It is important to note that the problems of a lack of collateral and high interest rates are closely related. Both of these factors relate to the degree of risk perceived by the bank or financial institution in extending the loan and/or other form of credit. On the one hand, if there is adequate collateral to cover the full extent of the loan or credit, then much of the risk that the bank might otherwise have to carry is shifted to the borrower, in this case the SMEs. As the risk to the lender of making the loan is smaller, lower interest rates are possible. On the other hand, if the borrower offers inadequate or no collateral, much or all the risk weighting is transferred to the lender, and this motivates the lender to charge a high inerest rate, at a premium, in the event the loan is granted.
Access to finance is vital to the success of SMEs. Despite their recognised importance in many countries economies, SMEs access to finance has continued to remain elusive. This is despite of the fact that SMEs significantly contribute to the economic performance of many countries. They create employment for the majority of the people, increase the product and service range in the market place, create wealth for millions of people and increase the revenue base of many countries through increased tax base. In the theoretical framework, it was clearly shown by reviewing previous researches that the small and medium enterprise sector is faced with various challenges when accessing credit facilities from the financial institutions. This belief has been confirmed by the empirical framework of this study. Financial institutions have put in place various requirements which are not easily met by the SMEs and both SMEs and financial institutions have some challenges and/or difficulties each face when transacting business. The myth about lack of collateral assets and high interest rates being the cause of smallest business owners not having access to credit facilities from financial institutions is in correspondence with this study.
In conclusion, the study confirmed with the conceptual framework. Banks and non-bank financial institutions consider SMEs to be very risky. As a result of this, lack of collateral by SMs will continue to a major challenge when accessing finance. Collateral requirements go hand in hand with elevated cost of accessing finance by SMEs. Both these factors will continue to be major constraints in accessing finance by SMEs. This relates to the way financial institutions put in place several criteria to be met by the SMEs in order for them to access finance, and also the rate at which they reject loan applications.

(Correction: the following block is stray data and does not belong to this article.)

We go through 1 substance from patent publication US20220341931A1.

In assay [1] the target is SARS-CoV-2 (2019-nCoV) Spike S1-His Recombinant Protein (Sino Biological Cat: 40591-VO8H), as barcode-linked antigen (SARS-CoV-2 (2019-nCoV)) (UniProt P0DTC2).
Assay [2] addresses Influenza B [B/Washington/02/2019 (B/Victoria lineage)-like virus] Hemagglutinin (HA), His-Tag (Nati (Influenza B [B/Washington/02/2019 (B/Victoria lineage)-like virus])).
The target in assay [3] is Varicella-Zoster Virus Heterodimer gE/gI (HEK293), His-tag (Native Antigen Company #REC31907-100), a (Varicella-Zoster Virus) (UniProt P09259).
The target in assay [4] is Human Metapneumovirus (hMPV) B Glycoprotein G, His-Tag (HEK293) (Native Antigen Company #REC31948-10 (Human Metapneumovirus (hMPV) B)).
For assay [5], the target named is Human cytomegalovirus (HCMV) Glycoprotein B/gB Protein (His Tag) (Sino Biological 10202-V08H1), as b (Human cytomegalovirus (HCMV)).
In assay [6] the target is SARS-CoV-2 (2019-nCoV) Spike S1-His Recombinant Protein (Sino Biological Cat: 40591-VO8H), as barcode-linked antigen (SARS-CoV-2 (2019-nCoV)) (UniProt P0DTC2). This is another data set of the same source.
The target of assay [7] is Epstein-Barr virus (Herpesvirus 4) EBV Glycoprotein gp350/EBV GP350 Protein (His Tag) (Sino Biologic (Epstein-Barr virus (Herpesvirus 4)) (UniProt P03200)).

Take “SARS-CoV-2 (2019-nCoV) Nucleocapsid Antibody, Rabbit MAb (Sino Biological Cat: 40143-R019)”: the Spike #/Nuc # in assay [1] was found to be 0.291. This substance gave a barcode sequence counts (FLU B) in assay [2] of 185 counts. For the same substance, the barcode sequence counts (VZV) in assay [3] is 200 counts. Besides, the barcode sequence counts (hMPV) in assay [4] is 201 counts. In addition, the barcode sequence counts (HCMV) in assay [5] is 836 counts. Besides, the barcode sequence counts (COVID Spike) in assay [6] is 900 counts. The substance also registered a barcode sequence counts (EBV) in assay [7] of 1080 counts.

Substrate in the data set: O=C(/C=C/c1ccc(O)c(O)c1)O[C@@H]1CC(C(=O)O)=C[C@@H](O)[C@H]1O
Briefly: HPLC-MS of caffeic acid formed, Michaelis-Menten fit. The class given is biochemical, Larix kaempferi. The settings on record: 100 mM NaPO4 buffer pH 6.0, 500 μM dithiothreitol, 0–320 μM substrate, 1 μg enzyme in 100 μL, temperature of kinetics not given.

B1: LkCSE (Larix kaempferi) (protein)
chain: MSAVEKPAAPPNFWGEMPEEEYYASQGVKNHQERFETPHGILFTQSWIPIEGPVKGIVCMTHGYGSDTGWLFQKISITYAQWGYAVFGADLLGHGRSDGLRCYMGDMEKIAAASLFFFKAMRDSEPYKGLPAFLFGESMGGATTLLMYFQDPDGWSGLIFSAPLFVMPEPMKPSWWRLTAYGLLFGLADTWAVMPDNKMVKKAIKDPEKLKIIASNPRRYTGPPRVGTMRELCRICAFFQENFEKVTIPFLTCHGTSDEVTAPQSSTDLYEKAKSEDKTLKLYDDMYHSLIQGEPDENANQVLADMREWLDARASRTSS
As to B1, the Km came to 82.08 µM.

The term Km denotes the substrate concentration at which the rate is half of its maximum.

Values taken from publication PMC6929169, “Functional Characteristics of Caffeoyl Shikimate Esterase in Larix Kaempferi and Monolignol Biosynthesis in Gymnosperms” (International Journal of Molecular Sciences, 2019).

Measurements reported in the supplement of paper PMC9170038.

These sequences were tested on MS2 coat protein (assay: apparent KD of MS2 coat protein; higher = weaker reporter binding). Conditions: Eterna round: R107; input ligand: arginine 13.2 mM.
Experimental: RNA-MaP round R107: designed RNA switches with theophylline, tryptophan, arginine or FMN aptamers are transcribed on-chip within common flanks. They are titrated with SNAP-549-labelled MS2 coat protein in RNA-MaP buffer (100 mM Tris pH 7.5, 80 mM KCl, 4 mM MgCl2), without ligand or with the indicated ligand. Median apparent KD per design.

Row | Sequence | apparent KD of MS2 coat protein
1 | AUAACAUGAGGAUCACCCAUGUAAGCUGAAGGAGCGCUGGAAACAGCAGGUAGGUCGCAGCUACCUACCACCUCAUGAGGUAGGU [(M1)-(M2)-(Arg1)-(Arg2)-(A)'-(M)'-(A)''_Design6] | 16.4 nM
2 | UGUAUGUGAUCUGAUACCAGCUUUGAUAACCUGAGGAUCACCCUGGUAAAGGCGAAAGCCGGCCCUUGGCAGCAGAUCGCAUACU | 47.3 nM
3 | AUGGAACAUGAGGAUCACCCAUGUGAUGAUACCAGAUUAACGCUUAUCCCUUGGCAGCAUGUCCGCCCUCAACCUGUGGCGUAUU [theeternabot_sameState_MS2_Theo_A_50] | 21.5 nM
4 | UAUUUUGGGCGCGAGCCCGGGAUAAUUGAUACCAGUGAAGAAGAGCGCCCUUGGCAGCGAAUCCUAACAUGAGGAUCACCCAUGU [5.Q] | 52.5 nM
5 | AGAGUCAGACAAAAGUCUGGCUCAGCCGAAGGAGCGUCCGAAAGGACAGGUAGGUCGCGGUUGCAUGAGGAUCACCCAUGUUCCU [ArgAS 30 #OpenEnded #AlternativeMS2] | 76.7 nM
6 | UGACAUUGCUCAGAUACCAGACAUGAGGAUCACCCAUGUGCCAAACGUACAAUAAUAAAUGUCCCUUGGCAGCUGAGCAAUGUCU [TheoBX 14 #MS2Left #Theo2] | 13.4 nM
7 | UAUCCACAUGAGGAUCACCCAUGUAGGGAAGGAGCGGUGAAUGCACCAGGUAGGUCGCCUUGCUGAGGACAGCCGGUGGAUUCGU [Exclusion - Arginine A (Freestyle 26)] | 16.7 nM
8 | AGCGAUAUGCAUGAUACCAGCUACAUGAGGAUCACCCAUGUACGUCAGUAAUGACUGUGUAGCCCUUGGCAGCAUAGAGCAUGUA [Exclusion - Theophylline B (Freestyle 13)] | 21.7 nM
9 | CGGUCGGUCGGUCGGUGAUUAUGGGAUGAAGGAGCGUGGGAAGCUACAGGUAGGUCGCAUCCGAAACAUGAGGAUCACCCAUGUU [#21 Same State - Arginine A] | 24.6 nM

In light of the findings of the study, and given the challenges faced by SMEs in accessing finance, it is critical that SMEs look at practical and unconventional means of raising finance. This is due to the fact that despite numerous studies that have been conducted and have highlighted constraints to access finance, and the various government policies that have been put in place and pronounced on a daily basis, traditional means of raising finance, such us loans and other credit facilities from financial institutions still remains elusive. The researcher therefore recommends that SMEs focus on alternative sources of funding. It is important for SMEs to be more proactive and be less dependent on traditional sources of finance such as loans from financial institutions. Alternative sources of finance can be in the form of crowd funding. Crowd funding is considered as innovative and important source of finance where a group of people contribute to the pool of finds via small contributions as a form of share purchase. Crowd funding comes in many forms depending on the needs of the members of the group. Members can then access these funds as a source of working capital. “Village Banking” is a basic form of crowd funding that SMEs in Lusaka must leverage on and grow. Furthermore, SMEs must start group partnering depending on the nature of their businesses. SMEs can work out group schemes in order for them to create relevant critical mass for their operations and in order for them to enjoy economies of scale for their businesses. Group partnering is essential as it allows a group of SMEs to compete with already established business in terms of scale of operations. And lastly, SMEs are encouraged to improve on business information documentation. SMEs must document their business information such as cash flows and profitability levels. The documentation of business information can be operationalised through formal audits by established and registered audit organisations. Availability of this information ensures that different potential investors, be it venture capital or angel investors, would find it possible to invest these SME business.
10. Limitations of Study
This study also possesses limitations and therefore, provides some directions for future research. This study utilised one method, i.e., self-reporting questionnaires to collect the data from the organisations, therefore, there is a possibility that the results could be affected by common method variance.
Further, it was quite difficult to capture the desired number of participants as the data collection process was being undertaken during working hours. This demanded for replacements of study participants that were costly and time consuming on the side of the researcher.
The findings are based on the perceptions of HR professionals regarding effective retention strategies for top- and middle-level managers. Therefore, the perceptions may be subjective.
Recommendation for Further Research
1) Further research on strategies of how SMEs can finance their operations without entirely depending on borrowing from financial institutions.
2) Future research could combine both quantitative and qualitative methods in measuring causality of the associated factors and how the influence performance by carrying out more sophisticated analysis using statistical software.